The drive for human happiness implies that we have a dissatisfaction with the present moment and that greener pastures lie just ahead. From our earliest memories we’ve been marinating in the mantra of our parents as they said, “I’ll be happy when.” “I’ll be happy when you get a pay rise, I’ll be happy when we move to a bigger house, I’ll be happy when we get a better car, I’ll be happy when you remember to take out the trash, I’ll be happy when we go on holidays, I’ll be happy when we retire” and before long we start the same mantra within ourselves of, “I’ll be happy when I turn five, I’ll be happy when I go to school, I’ll be happy when I leave school, I’ll be happy when I find the perfect partner, I’ll be happy when I get married, happy when I have children, happy when they leave, happy when the divorce comes through” And before long we’re deeply enculturated to believe that happiness lies at some more distant time when things are different from how they are right now in this moment. The marketing people and the advertising companies would have us believe that we’ll be happy when we’ve bought their product. And of course now they build in obsolescence so that we’ll need more of their product shortly.
That we want their product in a range of colors that we need the latest model of the stuff, that we want the most fashionable stuff. And then of course none of the cords from the old stuff fit the new stuff until the whole planet is pretty much stuffed! It becomes second nature to us to look for happiness in things outside of ourselves. We believe that some new thing in our life, some new relationships, some new possession will bring us some measure of happiness; And oftentimes we bump into one of the “D’s” in life. And an D might be a disappointment, a drama, a disaster, a divorce, a diagnosis, a death, a disfigurement, a disability, a debt, a drought, a depression, a dementia. We bump into an D and everything that’s becomes second nature to us doesn’t work. It might be second nature to us to blame others for our unhappiness it might be second nature to us to believe that other people are happier than us.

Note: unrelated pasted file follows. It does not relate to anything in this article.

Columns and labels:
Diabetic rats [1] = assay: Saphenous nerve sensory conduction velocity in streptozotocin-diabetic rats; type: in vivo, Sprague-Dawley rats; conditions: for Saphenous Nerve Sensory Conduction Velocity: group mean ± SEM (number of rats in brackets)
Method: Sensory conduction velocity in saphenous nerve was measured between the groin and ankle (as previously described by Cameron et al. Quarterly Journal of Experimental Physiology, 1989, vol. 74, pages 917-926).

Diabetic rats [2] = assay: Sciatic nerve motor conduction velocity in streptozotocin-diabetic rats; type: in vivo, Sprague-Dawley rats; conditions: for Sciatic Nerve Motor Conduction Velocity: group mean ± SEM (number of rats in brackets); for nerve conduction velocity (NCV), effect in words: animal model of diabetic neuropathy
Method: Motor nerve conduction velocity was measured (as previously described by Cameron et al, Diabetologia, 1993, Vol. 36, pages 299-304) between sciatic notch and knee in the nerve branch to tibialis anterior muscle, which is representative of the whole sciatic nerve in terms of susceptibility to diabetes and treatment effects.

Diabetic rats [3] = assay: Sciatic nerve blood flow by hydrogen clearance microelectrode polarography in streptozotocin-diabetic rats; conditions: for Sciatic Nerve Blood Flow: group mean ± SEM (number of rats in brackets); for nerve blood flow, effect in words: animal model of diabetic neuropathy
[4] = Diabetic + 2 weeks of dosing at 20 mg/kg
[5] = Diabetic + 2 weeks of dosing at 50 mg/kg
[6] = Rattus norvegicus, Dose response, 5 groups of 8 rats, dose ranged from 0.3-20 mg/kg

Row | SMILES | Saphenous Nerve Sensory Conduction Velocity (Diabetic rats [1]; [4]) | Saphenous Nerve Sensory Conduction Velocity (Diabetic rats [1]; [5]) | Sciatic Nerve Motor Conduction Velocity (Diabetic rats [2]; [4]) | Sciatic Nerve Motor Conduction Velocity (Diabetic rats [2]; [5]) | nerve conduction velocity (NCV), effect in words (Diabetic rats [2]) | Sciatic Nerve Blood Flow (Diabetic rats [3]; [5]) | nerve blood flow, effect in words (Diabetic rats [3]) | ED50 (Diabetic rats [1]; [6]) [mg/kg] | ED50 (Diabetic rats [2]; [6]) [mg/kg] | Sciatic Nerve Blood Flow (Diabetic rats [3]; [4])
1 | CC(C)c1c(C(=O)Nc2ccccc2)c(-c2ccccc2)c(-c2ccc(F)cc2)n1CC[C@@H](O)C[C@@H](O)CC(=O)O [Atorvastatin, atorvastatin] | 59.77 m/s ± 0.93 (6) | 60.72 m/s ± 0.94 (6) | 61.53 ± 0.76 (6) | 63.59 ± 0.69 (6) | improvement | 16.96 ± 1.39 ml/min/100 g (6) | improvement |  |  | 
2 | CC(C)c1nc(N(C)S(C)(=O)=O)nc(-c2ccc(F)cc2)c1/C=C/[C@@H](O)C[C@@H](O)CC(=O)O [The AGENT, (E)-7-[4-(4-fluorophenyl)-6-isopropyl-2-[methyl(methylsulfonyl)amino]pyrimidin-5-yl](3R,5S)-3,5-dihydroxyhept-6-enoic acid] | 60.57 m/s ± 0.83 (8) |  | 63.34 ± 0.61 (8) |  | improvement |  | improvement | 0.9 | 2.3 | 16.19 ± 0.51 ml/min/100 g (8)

But in this circumstance this deed demands more of us than we may ever have had to bring to the circumstance before. And we’re faced with that question about “who am I? What am I doing on the planet? Am I living the life I came here to live? If not, why not?” Michael Sage says, “Life is like a river, constantly flowing, Life is like a tree, constantly growing.” It’s the belief that somehow it will be found outside of ourselves but in fact happiness is an inside job not derived from outer circumstances and when we bump into one of these D’s in life it causes us to become quiet inside.
We realize that happiness is found in the present moment that’s where the meaning of life is founded upon. We find peace, we find love, we find connection, we find that deep sense of being at peace within ourselves. When suffering happens, it is how we’re going to embrace the moment. “Where the clocks are beatingThe journey starts”- Josie Parrelli.
How do we embrace our anguish, our misery, our pain, our joy, our peace? Because that is in the present moment. And can we embrace these things without being overwhelmed by them? Or being defined by them? So how do we embrace the full gamut of human experience? Because that leads to a deep and lasting happiness not a momentary pursuit of pleasure. If the topic of this debate this evening were being happy makes us miserable, we could see how ludicrous such a statement is. It’s the pursuit of happiness that causes us pain. It’s the pursuit of believing that happiness lies in the future, rather than right here right now.